I’m a recent convert to the world of ukulele. I’ve been playing around about 10 weeks and am really enjoying it. I’ve managed to learn the basics and am managing to play many more full songs than I thought I’d be able to play at this stage when I first picked the thing up.
Anyway… I was asked to put together a few words on what I’m enjoying and not enjoying about ukulele. I’ve tried to do this below, its a little rambling (like myself), its personal to me and hopefully you’ll take these comments in the way that they were meant.
What I like…
I’ve only ever played the harmonica to the degree that I could get one tune out of it (Delilah) for a rugby tour (long story). Musically I’m about as illiterate as you get. However, with a little research and a little reading I found that I could strangle a tune out of the damn thing!! It seems that 4 strings and a limited range in chords makes life simple. As you’ll know, chords C, F & G get you a long way, and it’s enough to get you down the road. But I’ve found that the more I have learned, the more I have wanted to learn.
Ukuleles are not precise instruments:
You can make mistakes: you can play a G7 instead of a G, you can play an A instead of an Am and get away with it in most instances. Obviously, as a novice I try to play every note at the right time while using the right strumming pattern but as a realist I know that ain’t gonna happen. There is forgivingness about the uke that means that these can remain hidden and don’t cause me to shrivel and die of embarrassment.
The clubs or activities I’ve always been involved in have been really competitive environments (primarily rugby clubs). There’s always been lots of banter, lots of sarcasm and any kind of weakness has been relentlessly joked about. I find the really collaborative environment at PLUC quite refreshing. No one individual is trying to ‘beat’ another as you’re trying to make a great sound and you can do this by being an individual.
Ukuleles, especially sopranos, are ridiculous instruments:
I’m 5’10” and 18 stones and I’m playing this tiny ‘guitar’ that’s perched on my chest higher than Simon Cowell’s waistband. My right hand is thrashing up-and-down at an obscene rate (oooo eeerrr) and for some reason I’ve started playing this tiny instrument while wearing a strap (must be sooo heavy). The fact that it looks like a damn toy!! And then there’s the singing!! Enough said I think.
People are interested.
More and more people are playing ukes but they are still by no means commonplace so they want to hear you play… And, as mentioned earlier, tunes are not too difficult to extract from the beast. At the moment my ‘demos’ are Bad Moon Rising (Creedence Clearwater Revival) and C’mon Everybody (Eddie Cochran). I know I can play more complicated songs but these are safe ground. Three chord wonders with bitchin’ recognisable hooks = crowd-pleasers.
Ukes are CHEEEEEAAAAAPPPPP:
I paid £80 for my Brunswick. It’s not flashy, it holds its tuning, I haven’t had to change strings yet and it sounds good – sometimes. I could have picked it up cheaper on-line but it was very shiny when I went to look at it in the shop. Me like shiny shiny.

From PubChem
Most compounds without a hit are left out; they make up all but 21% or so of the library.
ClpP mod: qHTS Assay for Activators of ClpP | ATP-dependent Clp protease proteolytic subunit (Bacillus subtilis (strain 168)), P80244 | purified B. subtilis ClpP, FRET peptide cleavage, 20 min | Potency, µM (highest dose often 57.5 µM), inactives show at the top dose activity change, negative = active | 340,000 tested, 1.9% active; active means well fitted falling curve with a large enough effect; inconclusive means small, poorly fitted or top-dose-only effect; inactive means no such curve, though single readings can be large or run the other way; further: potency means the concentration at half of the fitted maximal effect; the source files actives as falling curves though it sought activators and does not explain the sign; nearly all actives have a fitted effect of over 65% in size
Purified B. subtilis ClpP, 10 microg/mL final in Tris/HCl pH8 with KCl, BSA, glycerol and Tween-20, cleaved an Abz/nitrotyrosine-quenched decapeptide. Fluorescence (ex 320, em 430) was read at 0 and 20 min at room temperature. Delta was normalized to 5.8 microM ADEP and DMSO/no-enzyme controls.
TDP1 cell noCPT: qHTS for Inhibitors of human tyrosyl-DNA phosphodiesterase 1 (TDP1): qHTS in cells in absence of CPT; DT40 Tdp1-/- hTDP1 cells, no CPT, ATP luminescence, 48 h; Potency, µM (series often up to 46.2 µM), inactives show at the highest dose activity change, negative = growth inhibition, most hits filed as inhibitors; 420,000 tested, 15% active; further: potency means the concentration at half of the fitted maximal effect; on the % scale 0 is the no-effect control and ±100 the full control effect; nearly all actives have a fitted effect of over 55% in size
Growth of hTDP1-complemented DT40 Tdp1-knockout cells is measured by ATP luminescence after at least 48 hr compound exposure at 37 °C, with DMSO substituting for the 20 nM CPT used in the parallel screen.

Things I don’t like:
There aren’t any really but I’m gonna nitpick…
There aren’t enough clubs:
I’m a novice and happy to be a novice. I’d like to play to a better standard so I’d like to play with more people of my level so we can learn together. This isn’t a criticism of PLUC: it’s possible the challenging ‘catch-up’ ethos has dragged me on further than I would have got if I had been spoon-fed practice drills. I’m the kinda guy that gets bored by scales and repetitive learning.
Inconsistency in musical notation:
As I mentioned earlier, I’m not literate in the musical sense. I’m getting by with the in-line type of lay-out to songs. However, I’m noticing that I’m gonna have to do some book work. What’s an A#, what’s a (sus), what’s a (dim)? Am I bothered? And then the crotchets and quavers rock up…MELT DOWN.
At risk of making this thing a bit too long (too late I hear you groan), I’ll add my three top tips for Ukeists:
Play at EVERY opportunity you get. chuck your uke in your kitchen and play while the kettle’s boiling. You don’t have to play tunes, play the chords you know to make something tuneful – even when you’re doing this you’re getting slicker at chord changes.
Play what you’re interested in. I love Foo Fighters & AC/DC, but grew up listening to Happy Mondays, Madness and that kinda thing. There are tabs out there for everything you can think of – those songs are not always as complicated as you might think. Playing these kind of tunes makes things fun. Isn’t fun the key?
3. Don’t Play Drunk.
I’ve found I get carried away, play too hard and smash my strumming hand against the strings. I end up bruising my strumming fingers and over-gripping with my fretting hand. This means the next couple of days are painful if I want to pick up the Uke again.
3a. Do Play Drunk.
While in a less than sober state I’ll try things that I know I can’t do in real life. I’ll play more, sing more and have a great time and nobody really cares (especially me). By taking on more challenging tunes you might just realise you can actually do more than you think you can.
Anyway… Where did I leave my uke…? and… Where’s that bottle of red we started?
Other PLUC Tales: Long-Distance Strummer – Gail; New Uker! – Sheila; A Tale Of Two Ukuleles – Tina; Ron’s Progress; Probably The Most Fun Instrument In The World… – Jos; It’s Been A Year – Part 2 – Jeanette; From Classical To PLUC – Andrew; A History Of The Ukulele – And Its Part In My Downfall – James; Santa Rides Again – Alan F; Steph’s Story; Ron’s Ukulele Acquisition Syndrome; Uncle Ron’s Legacy… – Wee Kheng; Dan’s Story; Five Years & Loving It – Simon; My Ukulele Origins… – Rufus; Why Ed Started Playing The Ukulele; Ron’s Song; It’s Been A Year… – Jeanette